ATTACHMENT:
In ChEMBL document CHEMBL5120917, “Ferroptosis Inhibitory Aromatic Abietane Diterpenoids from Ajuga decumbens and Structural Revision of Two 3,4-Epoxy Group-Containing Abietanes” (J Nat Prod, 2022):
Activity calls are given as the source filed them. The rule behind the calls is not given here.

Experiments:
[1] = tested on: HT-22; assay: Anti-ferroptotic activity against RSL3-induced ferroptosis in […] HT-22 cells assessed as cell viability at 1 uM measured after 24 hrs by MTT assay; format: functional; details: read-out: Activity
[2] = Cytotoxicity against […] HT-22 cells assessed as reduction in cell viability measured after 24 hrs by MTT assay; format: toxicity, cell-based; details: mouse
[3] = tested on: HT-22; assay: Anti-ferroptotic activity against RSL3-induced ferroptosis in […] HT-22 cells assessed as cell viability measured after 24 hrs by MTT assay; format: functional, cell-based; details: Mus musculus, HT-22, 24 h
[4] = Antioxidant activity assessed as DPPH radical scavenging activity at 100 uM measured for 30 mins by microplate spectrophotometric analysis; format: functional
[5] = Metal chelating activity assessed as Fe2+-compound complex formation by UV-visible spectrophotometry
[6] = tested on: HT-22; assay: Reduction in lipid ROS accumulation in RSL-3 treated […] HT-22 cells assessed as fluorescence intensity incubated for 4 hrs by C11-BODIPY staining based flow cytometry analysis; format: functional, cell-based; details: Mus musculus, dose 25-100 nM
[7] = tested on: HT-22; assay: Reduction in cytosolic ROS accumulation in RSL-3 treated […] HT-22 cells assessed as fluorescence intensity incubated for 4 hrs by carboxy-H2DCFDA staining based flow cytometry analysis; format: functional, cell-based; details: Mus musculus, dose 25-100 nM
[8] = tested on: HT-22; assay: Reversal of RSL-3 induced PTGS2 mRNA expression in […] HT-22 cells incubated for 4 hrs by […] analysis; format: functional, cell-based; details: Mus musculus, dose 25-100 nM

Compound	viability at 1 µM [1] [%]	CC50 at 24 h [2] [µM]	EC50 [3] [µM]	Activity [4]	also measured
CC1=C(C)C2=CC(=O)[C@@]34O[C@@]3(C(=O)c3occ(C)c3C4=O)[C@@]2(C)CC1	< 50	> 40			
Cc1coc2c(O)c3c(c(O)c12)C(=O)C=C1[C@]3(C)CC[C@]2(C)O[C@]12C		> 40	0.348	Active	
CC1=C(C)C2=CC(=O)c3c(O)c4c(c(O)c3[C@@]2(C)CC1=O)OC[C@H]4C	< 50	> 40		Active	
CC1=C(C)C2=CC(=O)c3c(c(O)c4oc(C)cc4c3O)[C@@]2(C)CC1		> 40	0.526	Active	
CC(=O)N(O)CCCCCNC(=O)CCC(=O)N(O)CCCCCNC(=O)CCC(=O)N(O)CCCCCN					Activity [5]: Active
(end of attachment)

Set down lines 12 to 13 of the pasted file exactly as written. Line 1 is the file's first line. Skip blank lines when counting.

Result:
Compound	viability at 1 µM [1] [%]	CC50 at 24 h [2] [µM]	EC50 [3] [µM]	Activity [4]	also measured
CC1=C(C)C2=CC(=O)[C@@]34O[C@@]3(C(=O)c3occ(C)c3C4=O)[C@@]2(C)CC1	< 50	> 40			